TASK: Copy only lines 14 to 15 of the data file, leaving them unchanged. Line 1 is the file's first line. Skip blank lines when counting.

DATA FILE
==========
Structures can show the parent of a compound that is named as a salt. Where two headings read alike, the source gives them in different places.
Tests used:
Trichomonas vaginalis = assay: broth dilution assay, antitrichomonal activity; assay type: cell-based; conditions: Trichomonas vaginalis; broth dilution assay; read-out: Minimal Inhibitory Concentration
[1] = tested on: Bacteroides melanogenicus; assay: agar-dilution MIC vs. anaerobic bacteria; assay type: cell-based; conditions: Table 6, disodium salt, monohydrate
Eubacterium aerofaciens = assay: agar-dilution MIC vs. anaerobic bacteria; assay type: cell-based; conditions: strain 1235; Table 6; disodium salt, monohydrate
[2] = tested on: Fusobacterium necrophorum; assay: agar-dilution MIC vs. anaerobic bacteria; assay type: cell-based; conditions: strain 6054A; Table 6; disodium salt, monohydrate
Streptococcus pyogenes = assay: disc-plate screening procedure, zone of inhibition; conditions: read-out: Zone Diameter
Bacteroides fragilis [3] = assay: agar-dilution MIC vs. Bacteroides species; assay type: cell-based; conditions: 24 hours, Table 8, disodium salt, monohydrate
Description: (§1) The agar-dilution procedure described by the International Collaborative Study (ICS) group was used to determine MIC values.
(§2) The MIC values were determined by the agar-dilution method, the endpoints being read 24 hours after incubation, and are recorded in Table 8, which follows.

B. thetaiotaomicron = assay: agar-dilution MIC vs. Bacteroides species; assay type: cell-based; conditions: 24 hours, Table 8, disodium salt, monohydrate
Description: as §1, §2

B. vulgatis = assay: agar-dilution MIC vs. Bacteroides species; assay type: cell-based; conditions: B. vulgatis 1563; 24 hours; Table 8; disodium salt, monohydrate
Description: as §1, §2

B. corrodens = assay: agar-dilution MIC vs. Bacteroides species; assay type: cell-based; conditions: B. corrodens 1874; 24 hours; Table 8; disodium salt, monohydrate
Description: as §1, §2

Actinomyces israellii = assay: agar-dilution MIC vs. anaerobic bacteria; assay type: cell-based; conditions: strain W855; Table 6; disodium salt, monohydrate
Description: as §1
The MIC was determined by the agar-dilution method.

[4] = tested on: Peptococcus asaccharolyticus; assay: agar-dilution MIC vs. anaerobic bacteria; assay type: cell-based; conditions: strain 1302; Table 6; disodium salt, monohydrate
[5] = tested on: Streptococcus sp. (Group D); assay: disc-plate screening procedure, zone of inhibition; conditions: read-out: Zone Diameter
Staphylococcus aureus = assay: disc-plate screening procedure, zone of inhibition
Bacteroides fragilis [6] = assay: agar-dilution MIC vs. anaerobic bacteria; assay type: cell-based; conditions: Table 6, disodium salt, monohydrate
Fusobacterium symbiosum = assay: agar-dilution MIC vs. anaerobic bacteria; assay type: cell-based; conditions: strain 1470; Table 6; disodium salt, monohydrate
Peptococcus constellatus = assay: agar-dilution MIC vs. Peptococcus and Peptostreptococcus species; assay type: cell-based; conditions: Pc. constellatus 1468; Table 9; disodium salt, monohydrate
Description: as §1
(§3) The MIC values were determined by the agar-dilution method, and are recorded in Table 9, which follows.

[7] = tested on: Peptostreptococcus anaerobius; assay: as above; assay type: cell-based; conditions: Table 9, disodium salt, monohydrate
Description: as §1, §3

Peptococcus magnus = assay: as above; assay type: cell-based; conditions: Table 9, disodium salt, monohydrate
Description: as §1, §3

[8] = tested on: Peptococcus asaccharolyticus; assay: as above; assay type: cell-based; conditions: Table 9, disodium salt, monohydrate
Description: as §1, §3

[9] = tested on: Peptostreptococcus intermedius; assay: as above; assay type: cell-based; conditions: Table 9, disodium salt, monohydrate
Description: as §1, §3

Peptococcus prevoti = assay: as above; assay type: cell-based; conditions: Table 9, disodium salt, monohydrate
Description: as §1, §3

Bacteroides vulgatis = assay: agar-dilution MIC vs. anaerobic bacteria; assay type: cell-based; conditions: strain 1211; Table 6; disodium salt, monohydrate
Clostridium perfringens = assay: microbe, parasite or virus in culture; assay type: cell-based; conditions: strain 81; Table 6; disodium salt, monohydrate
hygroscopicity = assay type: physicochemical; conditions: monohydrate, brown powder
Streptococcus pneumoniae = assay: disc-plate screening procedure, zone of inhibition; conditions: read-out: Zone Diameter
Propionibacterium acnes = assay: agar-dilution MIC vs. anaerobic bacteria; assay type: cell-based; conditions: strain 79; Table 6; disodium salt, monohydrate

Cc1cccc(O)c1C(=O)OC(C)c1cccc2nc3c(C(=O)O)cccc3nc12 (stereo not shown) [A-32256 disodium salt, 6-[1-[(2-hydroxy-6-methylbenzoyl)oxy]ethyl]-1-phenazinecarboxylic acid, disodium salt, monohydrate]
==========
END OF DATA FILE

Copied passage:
Description: as §1, §2

B. corrodens = assay: agar-dilution MIC vs. Bacteroides species; assay type: cell-based; conditions: B. corrodens 1874; 24 hours; Table 8; disodium salt, monohydrate